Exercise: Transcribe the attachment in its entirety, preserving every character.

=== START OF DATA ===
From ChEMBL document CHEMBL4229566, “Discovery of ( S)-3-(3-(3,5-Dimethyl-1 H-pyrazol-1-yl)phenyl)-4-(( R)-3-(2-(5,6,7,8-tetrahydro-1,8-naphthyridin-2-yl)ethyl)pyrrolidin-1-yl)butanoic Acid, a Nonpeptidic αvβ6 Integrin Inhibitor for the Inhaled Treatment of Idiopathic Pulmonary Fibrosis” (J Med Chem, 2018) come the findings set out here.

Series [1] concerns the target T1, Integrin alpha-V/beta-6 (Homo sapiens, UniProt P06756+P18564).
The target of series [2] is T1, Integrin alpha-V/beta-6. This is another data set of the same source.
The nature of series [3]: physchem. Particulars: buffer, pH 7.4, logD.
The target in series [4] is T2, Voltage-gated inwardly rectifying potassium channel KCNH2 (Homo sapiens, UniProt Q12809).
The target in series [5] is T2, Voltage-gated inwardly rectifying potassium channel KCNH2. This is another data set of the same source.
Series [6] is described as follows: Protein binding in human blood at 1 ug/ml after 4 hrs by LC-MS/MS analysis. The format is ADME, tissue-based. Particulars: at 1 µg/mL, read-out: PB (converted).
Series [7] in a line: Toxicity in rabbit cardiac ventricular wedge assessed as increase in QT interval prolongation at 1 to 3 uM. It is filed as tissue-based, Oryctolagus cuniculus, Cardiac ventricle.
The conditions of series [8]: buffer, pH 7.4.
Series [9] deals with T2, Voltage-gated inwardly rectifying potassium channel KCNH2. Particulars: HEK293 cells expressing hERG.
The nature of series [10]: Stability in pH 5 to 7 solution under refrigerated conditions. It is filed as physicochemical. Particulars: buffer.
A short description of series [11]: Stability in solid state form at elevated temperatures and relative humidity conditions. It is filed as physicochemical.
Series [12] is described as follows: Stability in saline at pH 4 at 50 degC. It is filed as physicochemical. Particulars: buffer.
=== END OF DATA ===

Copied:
From ChEMBL document CHEMBL4229566, “Discovery of ( S)-3-(3-(3,5-Dimethyl-1 H-pyrazol-1-yl)phenyl)-4-(( R)-3-(2-(5,6,7,8-tetrahydro-1,8-naphthyridin-2-yl)ethyl)pyrrolidin-1-yl)butanoic Acid, a Nonpeptidic αvβ6 Integrin Inhibitor for the Inhaled Treatment of Idiopathic Pulmonary Fibrosis” (J Med Chem, 2018) come the findings set out here.

Series [1] concerns the target T1, Integrin alpha-V/beta-6 (Homo sapiens, UniProt P06756+P18564).
The target of series [2] is T1, Integrin alpha-V/beta-6. This is another data set of the same source.
The nature of series [3]: physchem. Particulars: buffer, pH 7.4, logD.
The target in series [4] is T2, Voltage-gated inwardly rectifying potassium channel KCNH2 (Homo sapiens, UniProt Q12809).
The target in series [5] is T2, Voltage-gated inwardly rectifying potassium channel KCNH2. This is another data set of the same source.
Series [6] is described as follows: Protein binding in human blood at 1 ug/ml after 4 hrs by LC-MS/MS analysis. The format is ADME, tissue-based. Particulars: at 1 µg/mL, read-out: PB (converted).
Series [7] in a line: Toxicity in rabbit cardiac ventricular wedge assessed as increase in QT interval prolongation at 1 to 3 uM. It is filed as tissue-based, Oryctolagus cuniculus, Cardiac ventricle.
The conditions of series [8]: buffer, pH 7.4.
Series [9] deals with T2, Voltage-gated inwardly rectifying potassium channel KCNH2. Particulars: HEK293 cells expressing hERG.
The nature of series [10]: Stability in pH 5 to 7 solution under refrigerated conditions. It is filed as physicochemical. Particulars: buffer.
A short description of series [11]: Stability in solid state form at elevated temperatures and relative humidity conditions. It is filed as physicochemical.
Series [12] is described as follows: Stability in saline at pH 4 at 50 degC. It is filed as physicochemical. Particulars: buffer.